Focused on the future to emerge stronger: Fiji Trade Minister


    Fiji’s Trade Minister Faiyaz Koya has outlined the importance of remaining focused on the future to emerge stronger while chairing the 2021 Pacific ACP (PACP) Trade Ministers Meeting today.

    “Our region has embarked on numerous initiatives and programmes to accelerate transformation across multiple facets of our economic sectors. From fighting for the rights of our artisanal fishers for food security and livelihoods in the future Fisheries Subsidies Agreement – to reinvigorating existing and forging new partnerships – to improving the competitiveness of our region, through trade facilitation and sustainable development techniques,” stated Koya.

    “What we need to do now, is to make sure that these strategies are still relevant in light of COVID-19. So that we are able to unlock new opportunities that have arisen globally over the last 12 months or so. Regional cooperation seems to be the most powerful tool we have in fighting the multidimensional impacts of COVID-19 and other ongoing challenges, such as climate change,” Koya further added.

    The emergence of e-commerce and accelerated digital transformation globally was recognised as a new normal with businesses and consumers increasingly buying and selling goods and services online.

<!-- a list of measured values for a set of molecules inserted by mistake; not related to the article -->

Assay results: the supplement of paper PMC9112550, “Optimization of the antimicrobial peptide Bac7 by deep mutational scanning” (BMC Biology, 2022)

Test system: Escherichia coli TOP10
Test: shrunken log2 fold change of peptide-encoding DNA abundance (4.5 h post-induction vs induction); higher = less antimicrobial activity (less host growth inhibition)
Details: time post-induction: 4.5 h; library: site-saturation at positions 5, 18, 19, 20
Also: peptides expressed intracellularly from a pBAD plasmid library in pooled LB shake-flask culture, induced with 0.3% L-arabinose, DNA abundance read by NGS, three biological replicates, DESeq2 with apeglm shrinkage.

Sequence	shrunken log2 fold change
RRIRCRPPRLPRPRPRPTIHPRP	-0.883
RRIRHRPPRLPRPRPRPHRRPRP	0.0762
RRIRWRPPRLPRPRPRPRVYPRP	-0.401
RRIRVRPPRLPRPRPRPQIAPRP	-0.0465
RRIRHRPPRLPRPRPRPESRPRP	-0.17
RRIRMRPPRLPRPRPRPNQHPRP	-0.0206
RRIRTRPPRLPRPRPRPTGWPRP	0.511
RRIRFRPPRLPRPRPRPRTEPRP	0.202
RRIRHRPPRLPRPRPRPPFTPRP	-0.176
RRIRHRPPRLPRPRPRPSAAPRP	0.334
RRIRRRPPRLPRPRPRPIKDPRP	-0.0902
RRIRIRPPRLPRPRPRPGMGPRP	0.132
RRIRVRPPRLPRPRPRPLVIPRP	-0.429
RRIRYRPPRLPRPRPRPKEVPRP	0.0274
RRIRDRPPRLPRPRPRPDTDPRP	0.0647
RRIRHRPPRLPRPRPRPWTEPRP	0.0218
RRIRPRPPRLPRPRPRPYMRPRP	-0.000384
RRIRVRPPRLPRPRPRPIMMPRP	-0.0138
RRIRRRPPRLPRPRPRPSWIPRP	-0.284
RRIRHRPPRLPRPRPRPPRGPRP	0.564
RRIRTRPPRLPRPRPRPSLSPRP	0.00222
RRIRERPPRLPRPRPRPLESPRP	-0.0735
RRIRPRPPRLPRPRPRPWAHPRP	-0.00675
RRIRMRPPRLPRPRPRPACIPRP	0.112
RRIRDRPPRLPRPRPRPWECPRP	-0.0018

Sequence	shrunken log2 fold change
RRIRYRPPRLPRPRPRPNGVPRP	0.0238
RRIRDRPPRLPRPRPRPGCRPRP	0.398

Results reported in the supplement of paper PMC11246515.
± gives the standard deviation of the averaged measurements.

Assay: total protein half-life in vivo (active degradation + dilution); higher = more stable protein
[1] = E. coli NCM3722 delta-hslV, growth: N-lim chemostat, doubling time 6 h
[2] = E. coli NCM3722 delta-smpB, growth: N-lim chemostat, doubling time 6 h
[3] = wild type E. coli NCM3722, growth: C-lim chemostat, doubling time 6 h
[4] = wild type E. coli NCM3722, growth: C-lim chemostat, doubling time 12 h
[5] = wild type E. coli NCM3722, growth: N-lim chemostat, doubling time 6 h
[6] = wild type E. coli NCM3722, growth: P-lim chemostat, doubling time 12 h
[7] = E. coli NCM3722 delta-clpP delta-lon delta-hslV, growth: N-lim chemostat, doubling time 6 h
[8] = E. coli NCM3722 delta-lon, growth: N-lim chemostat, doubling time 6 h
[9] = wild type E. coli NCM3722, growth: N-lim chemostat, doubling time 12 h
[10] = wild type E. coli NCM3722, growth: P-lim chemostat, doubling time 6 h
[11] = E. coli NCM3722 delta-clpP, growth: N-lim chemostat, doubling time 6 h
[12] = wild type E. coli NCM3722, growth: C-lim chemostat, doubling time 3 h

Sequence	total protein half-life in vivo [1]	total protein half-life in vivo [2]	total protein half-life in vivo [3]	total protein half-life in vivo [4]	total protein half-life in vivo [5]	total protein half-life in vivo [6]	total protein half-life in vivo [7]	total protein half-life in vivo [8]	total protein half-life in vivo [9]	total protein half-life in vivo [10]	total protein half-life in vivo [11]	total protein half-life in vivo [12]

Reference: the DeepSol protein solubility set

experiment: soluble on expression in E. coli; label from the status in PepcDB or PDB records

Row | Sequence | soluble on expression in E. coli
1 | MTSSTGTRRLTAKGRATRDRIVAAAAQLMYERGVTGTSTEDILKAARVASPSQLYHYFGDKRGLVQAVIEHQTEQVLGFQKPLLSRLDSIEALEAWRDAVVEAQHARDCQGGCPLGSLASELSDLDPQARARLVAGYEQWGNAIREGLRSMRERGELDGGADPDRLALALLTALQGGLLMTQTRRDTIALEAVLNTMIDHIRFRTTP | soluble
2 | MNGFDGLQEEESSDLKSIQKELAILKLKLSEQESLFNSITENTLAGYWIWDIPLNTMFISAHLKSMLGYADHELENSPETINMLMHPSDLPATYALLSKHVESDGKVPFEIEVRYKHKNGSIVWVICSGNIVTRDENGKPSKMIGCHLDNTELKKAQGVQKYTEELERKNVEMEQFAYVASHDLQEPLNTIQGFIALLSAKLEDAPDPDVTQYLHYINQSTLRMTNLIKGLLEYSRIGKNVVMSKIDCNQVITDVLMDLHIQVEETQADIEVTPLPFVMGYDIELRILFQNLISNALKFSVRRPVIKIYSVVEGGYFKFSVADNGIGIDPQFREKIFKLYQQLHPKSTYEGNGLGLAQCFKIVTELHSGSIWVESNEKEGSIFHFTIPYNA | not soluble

“In Fiji’s case, I am heartened to see that many companies have heeded the call to evolve their business models and overcome the disruptions caused by the pandemic. This digital transition will have lasting impacts in our lives and ensure business continuity in future despite disruptions,” said Koya.

    Despite being in the middle of the most challenging period that our world has faced, the opening remarks echoed the importance of seizing opportunities available to us as a region and being open to the world of possibilities. The ultimate end-goals of the agenda is to chart a clear pathway for our Region’s rapid recovery.

    “Tourism has undoubtedly been one of the most important economic sectors for our Region, but the pandemic has exacerbated issues already presented to us by Climate Change.

    “According to a recent report published by UNCTAD, due to the pandemic, loss on tourism is more than US$4 trillion to the global GDP for 2020 and 2021. And this loss has rippled across other sectors closely linked to tourism.

    Whilst experts state that return to pre-COVID-19 international tourist arrival levels is unlikely before 2023, we have to continue efforts towards making international travel a safe possibility, he said.

    “We must build essential foundations to digitalise travel-related measures, such as testing, contact tracing and vaccination passports to promote safe travel and prepare for the recovery of tourism once conditions allow. This could promote mutual recognition of COVID-19 test results and vaccines, and help establish safe travel corridors between countries. The rapid return of our tourism industry is vital to the Region’s recovery.

    “We are in the middle of the most challenging period that our world has faced. We cannot afford to slow down. We must seize the opportunities that are available to us. We must remain open to the world of possibilities. As the world transforms, so must we,” Koya told Ministers